For many Americans, the idea of starting your own business is more than a route to financial security; it represents a form of freedom that feels intrinsically tied to the American dream. Forging your own way in the world, earning a living through your passions, and finding success on your own terms are elements of the American ideal that date back to the very founding of the nation. Much like owning land was once seen as the path to true American freedom, owning a business, in the minds of many, serves as the modern equivalent: ensuring your permanent liberation from the tyranny of cubicle farms, patronizing supervisors, and a life spent toiling to build value in someone else’s coffers.

Most veterans have at least one story about a brilliant business idea developed over fourteen hours of a twenty-four hour post — a seemingly impossible dream to pursue someday, when your clothes are clean, sleep comes regularly, and you can finally devote your energy to your own success, rather than to that of the unit, the branch, or the nation. Then, when the day finally comes to hang up the uniform and enter into the private sector, that confidence begins to wane in some. Brilliant ideas often prove difficult to manifest, and success can begin to feel elusive. For others, however, success seems assured from the start, and until recently, little thought had been put to what differentiates the two.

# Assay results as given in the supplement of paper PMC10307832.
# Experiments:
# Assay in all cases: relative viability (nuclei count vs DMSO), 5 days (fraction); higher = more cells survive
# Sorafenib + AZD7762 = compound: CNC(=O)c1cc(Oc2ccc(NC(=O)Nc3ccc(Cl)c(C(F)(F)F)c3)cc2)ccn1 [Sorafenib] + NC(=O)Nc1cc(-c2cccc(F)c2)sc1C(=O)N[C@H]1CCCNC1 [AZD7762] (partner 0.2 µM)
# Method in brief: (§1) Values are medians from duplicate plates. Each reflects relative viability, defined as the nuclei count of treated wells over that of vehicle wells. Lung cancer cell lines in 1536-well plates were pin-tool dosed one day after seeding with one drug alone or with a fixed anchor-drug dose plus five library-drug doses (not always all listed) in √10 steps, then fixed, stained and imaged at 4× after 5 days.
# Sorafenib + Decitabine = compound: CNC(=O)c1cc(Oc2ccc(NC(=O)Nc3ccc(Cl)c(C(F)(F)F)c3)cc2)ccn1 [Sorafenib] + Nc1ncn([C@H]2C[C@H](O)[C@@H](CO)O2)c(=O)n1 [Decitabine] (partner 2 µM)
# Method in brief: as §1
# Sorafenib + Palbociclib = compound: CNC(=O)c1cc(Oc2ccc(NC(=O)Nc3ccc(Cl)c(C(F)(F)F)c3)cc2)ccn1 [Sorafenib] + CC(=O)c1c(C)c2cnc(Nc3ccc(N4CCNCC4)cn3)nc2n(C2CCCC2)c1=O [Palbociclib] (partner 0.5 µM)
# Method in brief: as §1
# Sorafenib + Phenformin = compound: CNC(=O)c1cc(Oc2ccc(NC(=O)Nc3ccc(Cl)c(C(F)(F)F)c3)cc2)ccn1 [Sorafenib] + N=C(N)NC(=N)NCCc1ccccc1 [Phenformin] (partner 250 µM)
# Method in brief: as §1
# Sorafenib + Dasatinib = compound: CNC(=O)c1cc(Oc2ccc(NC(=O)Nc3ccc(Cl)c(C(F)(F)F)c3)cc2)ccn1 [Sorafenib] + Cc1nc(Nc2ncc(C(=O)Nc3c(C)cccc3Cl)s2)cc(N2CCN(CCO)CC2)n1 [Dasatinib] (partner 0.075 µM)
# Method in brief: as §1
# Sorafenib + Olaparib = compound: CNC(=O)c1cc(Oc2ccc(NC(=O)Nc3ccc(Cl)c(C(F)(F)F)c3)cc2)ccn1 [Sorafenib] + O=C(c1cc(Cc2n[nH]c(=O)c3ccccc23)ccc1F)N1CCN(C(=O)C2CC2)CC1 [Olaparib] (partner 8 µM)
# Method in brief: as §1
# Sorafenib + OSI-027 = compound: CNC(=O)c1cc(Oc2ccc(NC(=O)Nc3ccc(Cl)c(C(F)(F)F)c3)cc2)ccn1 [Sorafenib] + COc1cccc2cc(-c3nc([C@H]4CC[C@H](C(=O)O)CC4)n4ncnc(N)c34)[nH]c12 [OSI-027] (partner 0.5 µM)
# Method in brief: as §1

For Christopher Ford, CEO of the National Association of Veteran-Serving Organizations (NAVSO), that question has been the basis for much of his work. A twenty-year veteran of the U.S. Air Force with three combat tours under his belt, Ford left the service certain that he wanted to continue the work he’d done under the Joint Chiefs of Staff to help veterans succeed in the business realm. His organization’s latest effort may offer the key to identifying what variables from the veteran experience lead to success in veteran-run businesses.

While driven by a positive outlook on veteran contributions in the private sector, Ford doesn’t pull any punches when it comes to the challenges faced by those looking to start a new business. He explained,